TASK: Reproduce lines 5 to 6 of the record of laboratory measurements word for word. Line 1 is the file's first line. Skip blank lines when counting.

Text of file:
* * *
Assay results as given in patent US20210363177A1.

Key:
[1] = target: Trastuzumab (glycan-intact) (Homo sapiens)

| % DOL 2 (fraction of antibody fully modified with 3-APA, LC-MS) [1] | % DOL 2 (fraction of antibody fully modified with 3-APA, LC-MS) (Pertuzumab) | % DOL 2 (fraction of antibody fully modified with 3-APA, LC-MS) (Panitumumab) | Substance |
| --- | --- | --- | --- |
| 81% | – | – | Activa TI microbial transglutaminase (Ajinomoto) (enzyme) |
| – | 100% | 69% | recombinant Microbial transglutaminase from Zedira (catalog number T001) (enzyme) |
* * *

| --- | --- | --- | --- |
| 81% | – | – | Activa TI microbial transglutaminase (Ajinomoto) (enzyme) |